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As-Is, You Win Again.

So two days before we left on our big exciting trip to Sweden and Finland, I took a little impromptu trip to IKEA. At the time I probably could have told you why, but now all I remember is picking up a few things from the market place before I turned my back on my cart for about 2 minutes in the plants section. When I came back, the cart was gone.

If you’ve ever been to IKEA, you know what a fucking travesty this is. Moment of silence, please.

So I circled around the plants and candles about 30 times before deciding that the cart was gone for good, went back to the beginning of the marketplace and sped my ass through the whole thing, having no recollection of what I had picked up the first time around except for a few replacement wine glasses and a tea towel. I knew I was forgetting a few things,* but at that point there was only so much more suffering a person could reasonably be expected to endure, so I headed for the check-out line.

*a vegetable peeler, a corkscrew, and a set of measuring cups.

And then it stopped me, like it always does. The As-Is Section. I cannot resist its seductive siren call of already-cheap items rendered even cheaper by little details like being completely fucking shattered to pieces. Though my personal history with the As-Is section is essentially one of dashed dreams, heartbreak, and disappointment—by which I mean that I once paid $10 for a tabletop that ended up being much too large and on the curb—I cannot skip it. I am drawn to it, like a moth to flame. Like sorority girls to blow. Like Max to his Taylor Swift “channel” or whatever on “rdio” or whatever. It’s like my body spontaneously begins to reject all its organs if I try to leave the building without going in.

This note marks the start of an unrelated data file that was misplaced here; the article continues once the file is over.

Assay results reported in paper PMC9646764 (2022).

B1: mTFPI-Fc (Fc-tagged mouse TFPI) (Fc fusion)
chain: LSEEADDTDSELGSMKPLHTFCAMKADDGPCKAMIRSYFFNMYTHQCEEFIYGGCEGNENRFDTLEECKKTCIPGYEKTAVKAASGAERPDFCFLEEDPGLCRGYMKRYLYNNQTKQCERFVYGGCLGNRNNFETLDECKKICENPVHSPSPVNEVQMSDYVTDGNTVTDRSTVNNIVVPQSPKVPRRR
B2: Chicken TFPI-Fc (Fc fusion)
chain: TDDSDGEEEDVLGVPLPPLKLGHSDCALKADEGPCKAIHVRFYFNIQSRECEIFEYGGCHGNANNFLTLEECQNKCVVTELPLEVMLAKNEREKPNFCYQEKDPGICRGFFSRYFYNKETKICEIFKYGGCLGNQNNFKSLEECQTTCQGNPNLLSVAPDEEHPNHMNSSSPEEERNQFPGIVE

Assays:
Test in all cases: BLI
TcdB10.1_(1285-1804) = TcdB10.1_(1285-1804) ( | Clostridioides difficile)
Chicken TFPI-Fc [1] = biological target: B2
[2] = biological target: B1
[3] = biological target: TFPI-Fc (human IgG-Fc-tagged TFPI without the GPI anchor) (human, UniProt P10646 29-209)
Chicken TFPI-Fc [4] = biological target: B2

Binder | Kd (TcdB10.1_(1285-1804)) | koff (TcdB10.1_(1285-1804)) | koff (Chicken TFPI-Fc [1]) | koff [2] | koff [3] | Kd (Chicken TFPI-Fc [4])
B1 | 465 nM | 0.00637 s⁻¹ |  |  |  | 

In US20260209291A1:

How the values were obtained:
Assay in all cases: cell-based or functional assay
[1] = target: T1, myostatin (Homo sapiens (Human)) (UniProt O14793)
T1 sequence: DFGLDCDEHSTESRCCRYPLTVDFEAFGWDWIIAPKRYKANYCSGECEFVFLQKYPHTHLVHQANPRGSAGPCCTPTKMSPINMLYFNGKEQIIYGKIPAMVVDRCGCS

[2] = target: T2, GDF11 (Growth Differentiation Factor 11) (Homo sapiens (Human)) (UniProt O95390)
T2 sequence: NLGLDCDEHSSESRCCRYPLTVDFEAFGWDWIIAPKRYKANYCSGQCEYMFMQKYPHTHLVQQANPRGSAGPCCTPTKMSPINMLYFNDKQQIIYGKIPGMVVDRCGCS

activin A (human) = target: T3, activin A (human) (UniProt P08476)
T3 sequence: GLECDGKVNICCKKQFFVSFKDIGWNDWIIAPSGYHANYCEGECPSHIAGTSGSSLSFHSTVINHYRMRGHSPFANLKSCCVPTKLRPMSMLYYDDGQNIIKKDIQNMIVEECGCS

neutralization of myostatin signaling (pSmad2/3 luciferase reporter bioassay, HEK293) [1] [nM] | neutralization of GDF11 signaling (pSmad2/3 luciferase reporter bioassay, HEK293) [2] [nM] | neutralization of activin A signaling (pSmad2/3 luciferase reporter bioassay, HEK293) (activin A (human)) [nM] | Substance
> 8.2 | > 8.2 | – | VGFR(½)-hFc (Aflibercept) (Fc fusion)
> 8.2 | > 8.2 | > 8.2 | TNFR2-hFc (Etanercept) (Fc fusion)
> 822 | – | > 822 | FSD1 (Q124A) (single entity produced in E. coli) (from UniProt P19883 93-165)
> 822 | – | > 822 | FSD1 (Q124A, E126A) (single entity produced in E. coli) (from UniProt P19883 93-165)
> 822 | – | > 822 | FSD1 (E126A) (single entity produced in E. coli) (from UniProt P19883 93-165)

Casually looking around for nothing in particular, I noticed a cabinet frame that was the exact size I was planning to put in my kitchen. Oh, and look! Another one! Two cabinet frames, 38% off, totaling $24 in savings.

Irresistible. I could get like 300 buckets of Swedish meatballs with my savings. I could pour them all in a bathtub and swim around in them.

So I swiftly picked up the two cabinet frames and bought them.

At this point I basically wanted to die because I had to load two enormous cabinets in a very small car on a hot day and then I had to go back into IKEA (round 3, for those keeping track) to buy all the hinges and doors and shelves and suspension rail that go with these stupid frames. If you’ve ever bought cabinets at IKEA, this means going to the kitchen section, waiting for an employee, listing all said parts to said employee who enters them on a computer and prints you a list, which then you have to take to checkout, wait in line, pay for, then bring the list to another counter where they give you a number and take your information and you wait and wait and wait for your number to pop up on a screen while you go buy a dozen cinnamon rolls and slowly eat each one, sobbing tears of anguish into the sticky box.